O'Neal v. Borders, 170 N.C. 483 (1915)

Dec. 15, 1915 · Supreme Court of North Carolina
170 N.C. 483


(Filed 15 December, 1915.)

1. Estates — Wills—Devises—Bodily Heirs — Contingent limitations — Deeds and Conveyances — Fee Simple.

A devise of land to S. “to belong to her and her bodily heirs, and should she die and leave no bodily heirs, it then comes bach to her brothers and sisters”: Held., a devise of a fee-simple title to S., defeasible on her dying without bodily heirs in the sense of lineal descendants, in which event tbe estate would go to the brothers and sisters of S. direct from the testatrix. Hence S. cannot convey a good title to the lands so devised, there being a contingent interest outstanding in her brothers and sisters.

2. Same — Husband and Wife — Privy Examination.

The rule of construction applicable to wills which will prevent the first taker from making a valid conveyance in fee of lands when, under its terms, there is a contingent outstanding estate in others, applies also to deeds; and where a deed has been made by the same testatrix, before her death, upon the same limitations, without having had her privy examination taken, it is, for the want of such examination, further ineffectual. Wallin v. Rice, ante, 417; Warren v. Bail, ante, 406, cited and applied.

Appeal by defendant from Justice, J., beard at ebambers by consent, 25 September, 1915; from ClevelaND.

*484Controversy heard on ease agreed. It appeared that plaintiff, formerly Harriet S. Borders, had contracted to convey the land in controversy to defendant at a stipulated price, and payment was resisted by defendant on the ground that plaintiff could not make a good title. The court, being of opinion that the title offered was a good one, entered judgment for plaintiff, and defendant excepted and appealed.

Haves & Edwards for plaintiff.

Ryburn £• Iloey for defendant.

Hoke, J.

Under the facts agreed upon the ownership of the property was in Susan Borders, mother of plaintiff, and the title now in question is properly made to depend upon the correct interpretation of her last will and testament, in .which she devised land to plaintiff in terms as follows: “I devise to Harriet S. Borders (now Harriet S. O’Neal, plaintiff), my youngest daughter, 100 acre.s of land known as the Daniel Hicks tract, etc., . . . and it to belong to her and her bodily heirs’; and should she die and leave no bodily heirs, it then comes back to her brothers and sisters.” • •'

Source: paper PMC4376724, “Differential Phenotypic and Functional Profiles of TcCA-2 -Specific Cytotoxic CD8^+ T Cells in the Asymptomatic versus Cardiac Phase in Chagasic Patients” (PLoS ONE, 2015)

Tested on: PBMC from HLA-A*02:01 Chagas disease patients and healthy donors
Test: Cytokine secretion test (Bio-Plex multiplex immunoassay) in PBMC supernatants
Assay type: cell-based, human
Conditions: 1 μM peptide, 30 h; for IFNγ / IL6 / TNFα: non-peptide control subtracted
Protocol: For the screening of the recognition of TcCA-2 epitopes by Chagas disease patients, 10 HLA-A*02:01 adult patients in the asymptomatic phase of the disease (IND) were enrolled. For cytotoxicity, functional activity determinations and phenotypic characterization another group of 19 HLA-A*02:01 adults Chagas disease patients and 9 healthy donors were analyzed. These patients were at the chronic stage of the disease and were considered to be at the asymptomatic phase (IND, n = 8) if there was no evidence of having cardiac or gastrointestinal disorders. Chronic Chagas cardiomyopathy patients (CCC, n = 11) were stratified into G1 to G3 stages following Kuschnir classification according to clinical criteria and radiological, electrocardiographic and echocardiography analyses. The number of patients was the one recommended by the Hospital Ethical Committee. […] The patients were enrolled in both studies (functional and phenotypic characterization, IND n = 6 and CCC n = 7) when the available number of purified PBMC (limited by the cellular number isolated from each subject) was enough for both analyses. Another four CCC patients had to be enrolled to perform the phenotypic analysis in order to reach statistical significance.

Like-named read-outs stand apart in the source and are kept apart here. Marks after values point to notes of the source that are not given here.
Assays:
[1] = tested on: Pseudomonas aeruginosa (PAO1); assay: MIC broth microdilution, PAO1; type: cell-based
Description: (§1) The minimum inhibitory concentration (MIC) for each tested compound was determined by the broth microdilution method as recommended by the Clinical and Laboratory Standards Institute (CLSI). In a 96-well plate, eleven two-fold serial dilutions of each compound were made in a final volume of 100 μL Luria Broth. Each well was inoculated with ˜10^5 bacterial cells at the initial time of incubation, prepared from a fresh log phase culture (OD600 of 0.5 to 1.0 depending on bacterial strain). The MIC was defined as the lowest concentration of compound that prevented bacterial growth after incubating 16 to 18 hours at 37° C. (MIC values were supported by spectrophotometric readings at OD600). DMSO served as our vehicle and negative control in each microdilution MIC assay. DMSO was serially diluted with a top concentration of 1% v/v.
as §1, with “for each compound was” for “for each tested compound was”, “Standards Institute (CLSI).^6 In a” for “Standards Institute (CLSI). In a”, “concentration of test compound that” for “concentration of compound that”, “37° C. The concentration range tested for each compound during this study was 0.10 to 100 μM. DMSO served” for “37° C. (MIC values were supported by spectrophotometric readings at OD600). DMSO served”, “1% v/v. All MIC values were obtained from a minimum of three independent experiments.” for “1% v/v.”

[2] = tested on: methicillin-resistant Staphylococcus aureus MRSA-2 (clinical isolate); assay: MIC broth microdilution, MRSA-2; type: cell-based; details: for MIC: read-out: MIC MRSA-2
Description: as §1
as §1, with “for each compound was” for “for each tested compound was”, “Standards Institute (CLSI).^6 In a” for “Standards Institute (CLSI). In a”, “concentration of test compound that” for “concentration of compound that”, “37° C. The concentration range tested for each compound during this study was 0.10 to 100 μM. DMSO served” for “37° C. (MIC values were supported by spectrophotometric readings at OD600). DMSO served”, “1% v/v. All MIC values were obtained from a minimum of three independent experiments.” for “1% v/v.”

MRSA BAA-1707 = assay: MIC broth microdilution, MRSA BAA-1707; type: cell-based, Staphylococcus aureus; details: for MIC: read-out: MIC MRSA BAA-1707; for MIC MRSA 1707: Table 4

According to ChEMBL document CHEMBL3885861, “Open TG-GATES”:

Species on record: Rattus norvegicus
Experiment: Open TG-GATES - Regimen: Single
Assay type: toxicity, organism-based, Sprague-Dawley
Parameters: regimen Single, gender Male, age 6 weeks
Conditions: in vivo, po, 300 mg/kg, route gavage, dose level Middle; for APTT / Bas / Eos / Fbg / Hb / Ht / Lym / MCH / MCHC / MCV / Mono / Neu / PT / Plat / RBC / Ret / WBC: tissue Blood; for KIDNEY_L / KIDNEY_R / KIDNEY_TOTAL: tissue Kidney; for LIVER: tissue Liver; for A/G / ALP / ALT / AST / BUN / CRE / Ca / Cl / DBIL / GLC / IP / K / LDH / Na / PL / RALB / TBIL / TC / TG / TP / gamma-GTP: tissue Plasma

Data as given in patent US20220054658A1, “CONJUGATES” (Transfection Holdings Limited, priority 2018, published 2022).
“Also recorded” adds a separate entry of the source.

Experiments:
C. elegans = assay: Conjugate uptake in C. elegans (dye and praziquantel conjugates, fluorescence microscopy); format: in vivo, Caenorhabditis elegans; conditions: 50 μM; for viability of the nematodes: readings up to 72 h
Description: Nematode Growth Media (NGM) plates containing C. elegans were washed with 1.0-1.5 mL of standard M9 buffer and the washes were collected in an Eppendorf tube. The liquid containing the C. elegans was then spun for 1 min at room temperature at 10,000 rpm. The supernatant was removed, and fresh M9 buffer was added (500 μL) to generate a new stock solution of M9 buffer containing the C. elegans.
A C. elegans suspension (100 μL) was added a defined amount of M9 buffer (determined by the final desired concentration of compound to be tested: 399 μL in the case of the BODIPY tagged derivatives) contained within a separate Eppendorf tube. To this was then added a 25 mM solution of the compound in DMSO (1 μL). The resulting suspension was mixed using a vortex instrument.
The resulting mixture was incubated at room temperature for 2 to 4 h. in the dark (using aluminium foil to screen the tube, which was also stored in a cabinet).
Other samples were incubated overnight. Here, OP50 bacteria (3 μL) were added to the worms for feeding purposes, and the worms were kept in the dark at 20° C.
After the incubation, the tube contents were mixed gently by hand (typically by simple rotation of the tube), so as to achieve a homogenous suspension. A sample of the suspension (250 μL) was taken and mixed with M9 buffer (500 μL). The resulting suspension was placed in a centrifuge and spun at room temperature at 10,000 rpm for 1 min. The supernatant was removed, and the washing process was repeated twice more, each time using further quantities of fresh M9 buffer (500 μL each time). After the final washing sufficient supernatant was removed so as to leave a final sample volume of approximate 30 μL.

Under various decisions of the Court, construing devises in these or substantially similar terms, the will conveyed to plaintiff the title in fee simple, not absolute, but defeasible on her dying without bodily heirs in the sense of lineal descendants. Burden v. Lipsitz, 166 N. C., 523, citing Rees v. Williams, 164 N. C., 128; same case, 165 N. C., 201; Smith v. Lumber Co., 155 N. C., 389; Perrett v. Bird, 152 N. C., 220; Harrell v. Hagan, 147 N. C., 111.

The title tendered in this case is not, therefore, a good one, for, by the express language of the devise, if the contingency should occur and Harriet O’Neal, the devisee and taker of the first estate, should die without such descendants, the property would go to the brothers and sisters of the plaintiff, these, in such case, to take and hold- the estate direct from the testatrix. Sessoms v. Sessoms, 144 N. C., 121.

Plaintiff’s deed, therefore, would not conclude the ultimate holders. Hobgood v. Hobgood, 169 N. C., 485. As pointed out in the Sessoms case, prior to the act of 1827, Rev., 1581, this limitation would have been too remote as being against the policy of the law which concludes perpetuities, but the statute established a rule of construction by which these and similar limitations may very generally be upheld by providing, as it does, “That every limitation in any deed or will made to depend upon the dying of any person without heirs or heirs of the body or without issue or issues of the body or without children or offspring, shall be held and interpreted a limitation to take effect when such .person shall die without having such issue, etc., living at the time of her death or born within ten lunar months thereafter, unless the intention of such *485limitation shall be otherwise plainly and expressly declared on the face of the will.”

The deed referred to in the case agreed, by which Susan Borders and her husband, T. G-. Borders, undertook to convey the land to plaintiff, prior to the devisee’s death, wa.s ineffective to pass the title for want of the privy examination of the said Susan. Wallin v. Rice, ante, 417; Warren v. Dail, ante, 406. But, if it were otherwise, the deed contains the same limitation, the language of the instrument purporting to convey the property being “to plaintiff and her bodily heirs forever; and should she leave no bodily heirs, it is then to be divided among her brothers and sisters.”

There is error in the judgment of the court, and, on the facts stated, the same muse be